We’re starting to get a look at the new global banking landscape.
Yesterday, Citigroup released its Q2 earnings. Including some important snapshots of how the company stacks up under recently-introduced rules.
Particularly interesting was Citi’s calculation of its “Basel III” metrics. These are new banking rules approved earlier this month by U.S. regulators. Although Basel III doesn’t go into effect until 2014, Citi revealed how its accounts look under the new scheme.
And the results are not bad. Citi notes that its “leverage ratio” under Basel III is currently about 4.9%. That’s a measure of the firm’s capital against its trading assets. Basically, a computation of how much “rainy day” money the company has on hand in case we have another banking crisis.
U.S. Basel III regulators are targeting a minimum 5% leverage ratio for bank holding companies that don’t take deposits. So Citi is pretty close. The bank didn’t calculate a leverage ratio for its deposit-taking unit. That arm of the company would need to meet a tougher, 6% ratio.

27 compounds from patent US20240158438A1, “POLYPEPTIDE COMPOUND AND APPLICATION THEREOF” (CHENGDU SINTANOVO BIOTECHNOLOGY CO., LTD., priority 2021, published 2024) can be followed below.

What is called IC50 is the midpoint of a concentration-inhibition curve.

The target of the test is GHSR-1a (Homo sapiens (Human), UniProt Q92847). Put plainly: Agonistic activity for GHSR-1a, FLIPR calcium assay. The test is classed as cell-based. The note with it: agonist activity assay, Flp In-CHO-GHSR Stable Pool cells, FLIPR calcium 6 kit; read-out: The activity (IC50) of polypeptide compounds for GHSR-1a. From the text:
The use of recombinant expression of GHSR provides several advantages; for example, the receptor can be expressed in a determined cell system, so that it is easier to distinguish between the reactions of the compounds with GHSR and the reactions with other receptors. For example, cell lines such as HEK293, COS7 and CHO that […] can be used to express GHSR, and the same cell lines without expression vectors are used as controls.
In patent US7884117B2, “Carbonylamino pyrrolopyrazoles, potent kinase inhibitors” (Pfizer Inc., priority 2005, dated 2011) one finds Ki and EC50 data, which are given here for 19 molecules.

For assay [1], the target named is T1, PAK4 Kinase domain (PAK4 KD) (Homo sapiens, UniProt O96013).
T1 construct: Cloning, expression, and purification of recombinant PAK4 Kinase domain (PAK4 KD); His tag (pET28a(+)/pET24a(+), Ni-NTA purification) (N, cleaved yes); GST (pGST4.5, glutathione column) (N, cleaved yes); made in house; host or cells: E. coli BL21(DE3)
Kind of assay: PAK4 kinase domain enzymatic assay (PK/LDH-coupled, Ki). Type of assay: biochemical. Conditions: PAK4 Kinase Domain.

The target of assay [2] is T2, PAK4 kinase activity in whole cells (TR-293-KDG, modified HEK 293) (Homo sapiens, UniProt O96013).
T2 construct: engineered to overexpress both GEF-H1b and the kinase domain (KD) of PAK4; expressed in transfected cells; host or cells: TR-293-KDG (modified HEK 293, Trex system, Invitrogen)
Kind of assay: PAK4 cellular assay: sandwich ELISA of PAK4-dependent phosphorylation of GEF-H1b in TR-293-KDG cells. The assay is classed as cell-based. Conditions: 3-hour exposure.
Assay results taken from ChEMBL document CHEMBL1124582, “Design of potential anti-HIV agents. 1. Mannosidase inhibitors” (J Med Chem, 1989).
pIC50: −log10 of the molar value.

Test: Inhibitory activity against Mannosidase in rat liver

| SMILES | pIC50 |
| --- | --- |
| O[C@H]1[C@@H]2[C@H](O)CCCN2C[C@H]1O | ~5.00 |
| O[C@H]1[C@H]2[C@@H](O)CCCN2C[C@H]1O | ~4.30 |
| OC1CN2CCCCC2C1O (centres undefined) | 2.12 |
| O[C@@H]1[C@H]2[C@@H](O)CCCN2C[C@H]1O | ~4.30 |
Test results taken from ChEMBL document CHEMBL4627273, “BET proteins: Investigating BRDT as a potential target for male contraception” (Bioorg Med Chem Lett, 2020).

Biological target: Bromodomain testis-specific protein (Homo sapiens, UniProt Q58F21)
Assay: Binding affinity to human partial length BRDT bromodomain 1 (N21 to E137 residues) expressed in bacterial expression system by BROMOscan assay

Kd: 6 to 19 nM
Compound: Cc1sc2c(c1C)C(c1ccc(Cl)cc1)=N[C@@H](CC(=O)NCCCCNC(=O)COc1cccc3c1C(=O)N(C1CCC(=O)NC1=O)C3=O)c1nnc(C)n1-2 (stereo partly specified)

This is generally good news for Citi. Any banks that come in below the leverage ratio requirements will be forced to raise more capital to be compliant. (Overnight, Singapore’s United Overseas Bank raised $670 million explicitly aimed at meeting its Basel III capital needs.)
It will be interesting to see how the other big banks look under new reporting. Goldman’s earnings report this morning didn’t include any mention of Basel III measures. It appears that unlike Citi, the bank isn’t going to reveal its position until it has to.
Here’s to bringing in the new,
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